sharethis

Sunday, March 26, 2017

Bet your marketers don't know much about arthritis and how it impacts the customer journey




In the U.S. adults, the number of adults that have their movement and dexterity limited by arthritis has increased by about 20% since 2002. The everyday activities of 24 million adults are limited by this problem such as holding a cup, lifting a grocery bag, or walking to their car. That is one hell of a lot of people.

If you want the gory details read this document from the US Centre of Disease Control. 

You might be asking yourself  - so what? Just think of all the customer touchpoints that are affected by this affliction. I know the answer - bet you don't.

If you want to understand the impact of arthritis and all of the other things that happen to all our senses, bodies and minds you better get yourself over to age-friendly. com. Dick Stroud




Saturday, March 25, 2017

A person's age is three times more likely to prevent career progression than any other factor




ADP's Workforce View in Europe 2017 is a serious bit of research. It found that a person's age is by far and away the most important thing that influences (prevents) career progression.


This perception was shared by all age groups, but not unsurprisingly, age is a greater issue amongst older workers, peaking at 46% of over 55s.

Nobody will be surprised by the findings but even I found it hard to believe that it such an impediment. Now this is not good news for all those hoping to 'work until they drop'. It looks like the final twenty years or so will be spent stuck on the the career ladder.

It doesn't take a genius to see the implications this has on the ability of people to generate enough savings to fund their retirement - let alone how people will feel about being rejected for promotion.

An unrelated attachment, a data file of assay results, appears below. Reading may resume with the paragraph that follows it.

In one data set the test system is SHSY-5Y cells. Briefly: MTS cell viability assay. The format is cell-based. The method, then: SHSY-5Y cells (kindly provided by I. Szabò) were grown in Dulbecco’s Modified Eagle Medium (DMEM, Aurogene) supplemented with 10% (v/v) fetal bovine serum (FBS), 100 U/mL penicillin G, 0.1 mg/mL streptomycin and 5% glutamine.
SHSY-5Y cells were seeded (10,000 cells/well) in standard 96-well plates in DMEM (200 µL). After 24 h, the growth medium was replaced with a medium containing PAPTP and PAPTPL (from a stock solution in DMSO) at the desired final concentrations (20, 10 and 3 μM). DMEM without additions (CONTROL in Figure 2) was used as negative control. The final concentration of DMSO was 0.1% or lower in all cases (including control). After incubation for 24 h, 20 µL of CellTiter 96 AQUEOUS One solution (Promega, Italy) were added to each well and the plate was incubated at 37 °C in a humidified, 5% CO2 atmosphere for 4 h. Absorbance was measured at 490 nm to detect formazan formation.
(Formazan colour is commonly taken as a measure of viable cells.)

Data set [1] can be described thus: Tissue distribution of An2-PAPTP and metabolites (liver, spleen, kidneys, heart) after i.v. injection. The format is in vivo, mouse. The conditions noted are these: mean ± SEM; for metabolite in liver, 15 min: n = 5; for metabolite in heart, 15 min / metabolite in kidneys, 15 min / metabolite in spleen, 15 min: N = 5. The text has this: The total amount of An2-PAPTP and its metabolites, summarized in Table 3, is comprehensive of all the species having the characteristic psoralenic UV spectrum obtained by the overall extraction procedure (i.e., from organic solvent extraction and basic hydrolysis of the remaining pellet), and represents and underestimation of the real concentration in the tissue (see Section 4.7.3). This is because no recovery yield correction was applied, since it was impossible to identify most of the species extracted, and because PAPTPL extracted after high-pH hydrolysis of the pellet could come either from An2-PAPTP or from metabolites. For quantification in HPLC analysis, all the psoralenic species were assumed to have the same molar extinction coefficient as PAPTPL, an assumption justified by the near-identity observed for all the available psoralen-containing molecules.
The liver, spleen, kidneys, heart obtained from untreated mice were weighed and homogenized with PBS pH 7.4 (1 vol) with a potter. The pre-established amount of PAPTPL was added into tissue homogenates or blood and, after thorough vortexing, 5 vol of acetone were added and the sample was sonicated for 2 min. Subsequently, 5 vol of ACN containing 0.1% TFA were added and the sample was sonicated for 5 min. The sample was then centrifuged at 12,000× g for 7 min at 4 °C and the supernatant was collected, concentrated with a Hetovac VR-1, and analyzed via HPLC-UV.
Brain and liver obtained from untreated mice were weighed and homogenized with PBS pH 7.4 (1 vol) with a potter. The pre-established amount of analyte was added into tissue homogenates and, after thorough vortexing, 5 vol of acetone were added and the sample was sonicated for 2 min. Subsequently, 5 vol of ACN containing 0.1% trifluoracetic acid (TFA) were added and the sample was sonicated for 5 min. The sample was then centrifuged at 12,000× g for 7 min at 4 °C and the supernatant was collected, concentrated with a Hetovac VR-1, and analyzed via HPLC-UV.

The cover of this report amused me. Notice anything? Have a good look at the age of the models. Not many oldies there. Dick Stroud

Methinks that IBM has been inspired by the TV series Breaking Bad.







This is a quote from the IBM website. 

IBM’s ageing-focused leaders have developed a “periodic table” providing a taxonomy and a common global reference framework for all actors aiming to build successful technologies and tech-enabled services for ageing. The table provides a means for testing solution designs that begin with the person; centered on the individual, guided by a set of core tenets that should always be observed. Then, as appropriate, one or more elements drawn from each category, begin to define and describe the potential solution.  Combined, they represent the foundation for human experience across the later life journey and become the basis for human experience design.

Now I am not sure that I understand what all this means. Hopefully, IBM will translate its ideas into plain English. But you have to admit that the company's thinking looks like it has been inspired by the brilliant TV series Breaking Bad. 

And why not.  Dick Stroud